Dubliners

The Erotic in Joyce's Short Stories

It is Joyce's use of voyeurism that most characterizes the erotic in "The Dead," "The Boarding House," "Two Gallants," and "Araby." Eroticism is strongly driven by mystery and suspense. By creating a passive individual experiencing sexuality without actual contact, Joyce can use every aspect of that individual's own perception to paint the ideally charged moment. The voyeur simply watches and waits, desire increasing with avoided consummation. In all four stories, the details, tones, circumstances, imagery and language communicate eroticism by emphasizing this desire. Actual interaction, when it happens, is veiled from the reader, creating a whole separate world in what isn't told. We see erotic action through imagination, memory or description. The lack of realization and interaction strengthens the erotic by keeping it veiled, creating in inner world we cannot know. The rhythm of Joyce's cyclical motifs and the sensuality of his visual images create the perfect frame for this sense of recognition and desire without consummation.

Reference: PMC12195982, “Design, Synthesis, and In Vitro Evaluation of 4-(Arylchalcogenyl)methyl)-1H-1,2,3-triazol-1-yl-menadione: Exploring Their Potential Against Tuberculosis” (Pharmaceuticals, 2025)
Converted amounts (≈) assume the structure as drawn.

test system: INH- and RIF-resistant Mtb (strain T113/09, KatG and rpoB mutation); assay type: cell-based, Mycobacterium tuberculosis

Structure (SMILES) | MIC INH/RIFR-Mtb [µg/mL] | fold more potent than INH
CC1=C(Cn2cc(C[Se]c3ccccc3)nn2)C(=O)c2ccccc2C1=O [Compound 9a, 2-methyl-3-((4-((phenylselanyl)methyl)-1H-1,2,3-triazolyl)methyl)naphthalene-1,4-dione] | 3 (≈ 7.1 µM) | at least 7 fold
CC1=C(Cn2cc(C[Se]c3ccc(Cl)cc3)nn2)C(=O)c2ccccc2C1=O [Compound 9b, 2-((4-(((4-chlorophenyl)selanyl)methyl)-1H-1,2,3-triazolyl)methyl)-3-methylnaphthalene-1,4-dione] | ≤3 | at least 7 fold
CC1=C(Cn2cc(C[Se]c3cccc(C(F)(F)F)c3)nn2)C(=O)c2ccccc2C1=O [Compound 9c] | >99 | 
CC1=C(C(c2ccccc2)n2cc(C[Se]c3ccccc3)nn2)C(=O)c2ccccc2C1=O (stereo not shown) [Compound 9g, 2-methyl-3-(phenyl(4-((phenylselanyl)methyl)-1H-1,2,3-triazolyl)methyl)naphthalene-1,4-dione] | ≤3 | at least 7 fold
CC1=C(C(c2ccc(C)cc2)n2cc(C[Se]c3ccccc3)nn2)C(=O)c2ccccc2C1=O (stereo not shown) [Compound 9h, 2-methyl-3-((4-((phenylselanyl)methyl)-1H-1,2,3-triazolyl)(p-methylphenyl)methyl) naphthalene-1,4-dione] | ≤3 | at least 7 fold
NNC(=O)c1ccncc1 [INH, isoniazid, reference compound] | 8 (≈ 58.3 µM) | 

Joyce tends to occupy more than one consciousness in weaving his narrative (Fisher, in lecture, 10/4/99). Watching and waiting are characteristic...

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